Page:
Rev. Dr. Martin Luther King, Jr. (1929-1968) was a pivotal figure in the civil rights movement who became famous in the 1950s and 1960s for his advocacy of nonviolent, direct action in the struggle against racism. King was a child prodigy who entered Morehouse college at 15 and was ordained a minister of the Baptist Church at 19. As pastor of the Dexter Avenue Church in Montgomery, Alabama, King secured a reputation as an eloquent and committed opponent of intolerance. He was elected President of the Montgomery Improvement Association and was responsible for the successful Montgomery bus boycott of 1955 to 1956.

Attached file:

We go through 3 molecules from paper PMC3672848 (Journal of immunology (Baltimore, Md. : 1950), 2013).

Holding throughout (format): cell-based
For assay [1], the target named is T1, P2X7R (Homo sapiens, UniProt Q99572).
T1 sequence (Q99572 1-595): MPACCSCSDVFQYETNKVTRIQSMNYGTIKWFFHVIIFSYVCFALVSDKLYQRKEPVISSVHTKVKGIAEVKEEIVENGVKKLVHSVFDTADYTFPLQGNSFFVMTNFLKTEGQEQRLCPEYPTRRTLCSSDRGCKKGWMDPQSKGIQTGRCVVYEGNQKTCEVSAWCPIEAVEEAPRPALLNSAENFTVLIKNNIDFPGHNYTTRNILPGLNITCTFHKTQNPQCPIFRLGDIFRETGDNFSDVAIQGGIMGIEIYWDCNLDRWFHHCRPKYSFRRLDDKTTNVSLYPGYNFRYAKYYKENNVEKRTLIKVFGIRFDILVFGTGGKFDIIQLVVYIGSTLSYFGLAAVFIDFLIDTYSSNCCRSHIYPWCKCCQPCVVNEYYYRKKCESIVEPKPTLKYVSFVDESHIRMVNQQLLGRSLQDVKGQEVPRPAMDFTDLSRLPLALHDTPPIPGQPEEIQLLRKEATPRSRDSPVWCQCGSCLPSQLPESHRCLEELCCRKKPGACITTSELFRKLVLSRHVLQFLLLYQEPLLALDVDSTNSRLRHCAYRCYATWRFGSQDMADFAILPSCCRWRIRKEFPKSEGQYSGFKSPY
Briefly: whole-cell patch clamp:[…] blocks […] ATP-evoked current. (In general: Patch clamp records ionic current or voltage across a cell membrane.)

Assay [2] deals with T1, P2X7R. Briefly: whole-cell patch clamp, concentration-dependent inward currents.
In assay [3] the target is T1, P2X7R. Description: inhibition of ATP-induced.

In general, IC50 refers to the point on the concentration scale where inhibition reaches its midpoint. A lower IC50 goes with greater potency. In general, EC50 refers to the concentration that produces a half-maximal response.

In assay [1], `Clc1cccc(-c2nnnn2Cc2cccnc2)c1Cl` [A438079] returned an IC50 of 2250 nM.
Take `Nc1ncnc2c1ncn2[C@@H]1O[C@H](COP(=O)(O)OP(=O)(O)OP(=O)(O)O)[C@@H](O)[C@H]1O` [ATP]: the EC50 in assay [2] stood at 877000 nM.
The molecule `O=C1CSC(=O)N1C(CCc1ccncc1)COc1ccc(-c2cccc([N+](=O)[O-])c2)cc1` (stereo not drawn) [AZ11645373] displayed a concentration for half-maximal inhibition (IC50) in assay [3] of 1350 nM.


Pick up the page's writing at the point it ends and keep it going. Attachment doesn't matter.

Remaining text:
King resigned from the Dexter Avenue Church in 1959 in order to found and direct the activities of the Southern Christian Leadership Conference, an organization devoted to challenging racism with nonviolent civil disobedience. In 1963, he organized a march on Washington to support proposed civil rights legislation. There he delivered his famous “I Had a Dream&rdqu